Scott Graham
Mar 19, 2013 Scott Graham rated it really liked it  ·  review of another edition
I found this book to be fantastically engaging and it has inspired me to read more Jack London. I was disappointed with how swiftly and inconclusively some of the main characters were eliminated, but the degree to which I was absorbed and enthralled by the story makes up for any plot defects. Put simply, this is a book to read if you want to feel like you are on a sea adventure, it's an indulgent and engaging thrill ride. The main character is unabashedly racist and sexist and obsessed with the ...more
Shon Rand
Aug 29, 2014 Shon Rand rated it liked it  ·  review of another edition
Shelves: 2014
I like London's city-guy protagonist in a brutal environment themes, as seen here and in The Sea Wolf. The plot seems curiously underdeveloped in some ways, as others here have commented. Still, suspense is well built. There are prejudices of the age reflected in the writing, which doesn't bother me, but instead serve to reflect how our culture has changed.
Sep 02, 2012 Chris rated it liked it  ·  review of another edition
I've read quite a bit of London. I think The Sea Wolf is my favorite sea story, but this one comes in second. My only problem with it is the unabashed socialism of the thing--London goes to a lot of trouble to describe and comment upon the class distinctions between the sailors and officers; he's a little heavy-handed with it. Otherwise, great story.
Chris Passingham
Oct 26, 2015 Chris Passingham rated it really liked it  ·  review of another edition
This was a definite five star read all most until the end which was rushed with absolutely no resolution of any of the characters stories but perhaps they didn't matter at all which was probably the message of the novel. Call me old fashioned but I don't like this many loose ends and unsolved mysteries at the end of a book
Will Clark
If you wondered what all that business about ancient bloodlines and atavistic urges in White Fang and Call of the wild was for, look no further than this book for the answer. It's a good romp, but it's as racist as a book can be and still not be about racism. Still, it's fascinating enough as a study in the weird paranoia that a truly race-based worldview almost necessarily engenders.
Jan 18, 2012 Trebor rated it really liked it  ·  review of another edition
Here he is again, with another adventure, sailing the high seas . Human nature shown for all its menacing foibles. The human condition in its never changing worst. This is why mutiny is a hanging offense!
Daniel Demarle
Good pace but the racism and classism were striking.
Mark Goodwin
I fast-read this as I found too much description of unnecessary things. I was most interested in action, adventure and the overall plot. Still, I feel that it warrants 3 stars.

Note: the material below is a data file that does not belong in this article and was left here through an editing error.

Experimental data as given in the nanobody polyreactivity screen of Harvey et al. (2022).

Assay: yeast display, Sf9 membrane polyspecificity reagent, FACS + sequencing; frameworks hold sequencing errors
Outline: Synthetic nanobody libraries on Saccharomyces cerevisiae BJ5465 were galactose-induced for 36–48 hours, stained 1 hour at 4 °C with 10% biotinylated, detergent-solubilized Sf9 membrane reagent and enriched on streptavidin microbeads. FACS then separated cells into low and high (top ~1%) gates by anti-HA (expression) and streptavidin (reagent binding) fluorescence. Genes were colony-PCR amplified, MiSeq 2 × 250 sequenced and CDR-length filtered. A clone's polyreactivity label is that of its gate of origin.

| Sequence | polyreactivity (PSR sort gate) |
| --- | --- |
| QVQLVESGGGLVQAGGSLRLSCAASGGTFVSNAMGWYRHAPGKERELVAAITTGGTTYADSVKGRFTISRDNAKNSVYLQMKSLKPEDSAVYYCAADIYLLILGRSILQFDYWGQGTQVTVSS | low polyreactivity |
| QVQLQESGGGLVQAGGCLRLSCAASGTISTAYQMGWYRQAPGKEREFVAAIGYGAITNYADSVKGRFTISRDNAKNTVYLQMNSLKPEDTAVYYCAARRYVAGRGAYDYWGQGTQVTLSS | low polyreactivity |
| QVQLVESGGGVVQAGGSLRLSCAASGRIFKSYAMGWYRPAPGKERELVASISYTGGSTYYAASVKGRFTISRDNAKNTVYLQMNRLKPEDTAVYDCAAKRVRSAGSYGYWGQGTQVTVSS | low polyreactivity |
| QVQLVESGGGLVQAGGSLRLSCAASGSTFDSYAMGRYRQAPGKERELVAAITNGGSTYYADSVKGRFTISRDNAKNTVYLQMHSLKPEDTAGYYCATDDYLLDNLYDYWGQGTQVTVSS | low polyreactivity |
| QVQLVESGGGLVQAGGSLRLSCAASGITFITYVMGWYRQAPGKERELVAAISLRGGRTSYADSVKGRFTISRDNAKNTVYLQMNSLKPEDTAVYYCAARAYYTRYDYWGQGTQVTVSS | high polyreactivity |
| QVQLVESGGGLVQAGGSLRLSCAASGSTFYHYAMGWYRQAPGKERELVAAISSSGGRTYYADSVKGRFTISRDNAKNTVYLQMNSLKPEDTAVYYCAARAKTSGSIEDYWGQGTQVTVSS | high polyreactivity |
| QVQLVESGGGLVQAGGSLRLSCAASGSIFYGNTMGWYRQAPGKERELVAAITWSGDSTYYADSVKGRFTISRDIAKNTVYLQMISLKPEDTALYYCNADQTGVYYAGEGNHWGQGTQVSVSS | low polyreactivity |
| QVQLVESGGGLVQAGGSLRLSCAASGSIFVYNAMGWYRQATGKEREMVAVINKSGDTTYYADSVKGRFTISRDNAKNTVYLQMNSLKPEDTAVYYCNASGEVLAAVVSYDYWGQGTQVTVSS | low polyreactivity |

Written ca. 1914, it is one of the few books written by a classical author who includes gangsters as central figures in the book. They are not very believable gangsters...but they are there.
Jared Murphy
Jared Murphy rated it it was amazing
Aug 24, 2011
Basceanu rated it really liked it
Feb 10, 2013
Zenny rated it liked it
May 25, 2016
Jerry Richter
Jerry Richter rated it really liked it
Dec 09, 2014
Gina rated it it was ok
Sep 16, 2008
RUBEN OSCAR PEREZ rated it really liked it
Dec 04, 2016
Roger Weston
Roger Weston rated it it was amazing
Sep 09, 2015
Kenneth Flusche
May 04, 2014 Kenneth Flusche rated it it was amazing  ·  review of another edition
loved it just as much as 30 years ago
Dimitry Podkolzin
Dimitry Podkolzin rated it liked it
May 20, 2014
Dennis Zachman
Dennis Zachman rated it liked it
Mar 22, 2015
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Jack London was an American novelist, journalist, social-activist and short-story writer whose works deal romantically with elemental struggles for survival. At his peak, he was the highest paid and the most popular of all living writers. Because of early financial difficulties, he was largely self educated past grammar school.

London drew heavily on his life experiences in his writing. He spent ti
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“I cannot help remembering a remark of De Casseres. It was over the wine in Mouquin's. Said he: "The profoundest instinct in man is to war against the truth; that is, against the Real. He shuns facts from his infancy. His life is a perpetual evasion. Miracle, chimera and to-morrow keep him alive. He lives on fiction and myth. It is the Lie that makes him free. Animals alone are given the privilege of lifting the veil of Isis; men dare not. The animal, awake, has no fictional escape from the Real because he has no imagination. Man, awake, is compelled to seek a perpetual escape into Hope, Belief, Fable, Art, God, Socialism, Immortality, Alcohol, Love. From Medusa-Truth he makes an appeal to Maya-Lie” 10 likes
“Says O'Sullivan to me, "Mr. Fay, I'll have a word wid yeh?" "Certainly," says I; "what can I do for you?" "Sell me your sea- boots, Mr. Fay," says O'Sullivan, polite as can be. "But what will you be wantin' of them?" says I. "'Twill be a great favour," says O'Sullivan. "But it's my only pair," says I; "and you have a pair of your own," says I. "Mr. Fay, I'll be needin' me own in bad weather," says O'Sullivan. "Besides," says I, "you have no money." "I'll pay for them when we pay off in Seattle," says O'Sullivan. "I'll not do it," says I; "besides, you're not tellin' me what you'll be doin' with them." "But I will tell yeh," says O'Sullivan; "I'm wantin' to throw 'em over the side." And with that I turns to walk away, but O'Sullivan says, very polite and seducin'-like, still a-stroppin' the razor, "Mr. Fay," says he, "will you kindly step this way an' have your throat cut?" And with that I knew my life was in danger, and I have come to make report to you, sir, that the man is a violent lunatic.” 7 likes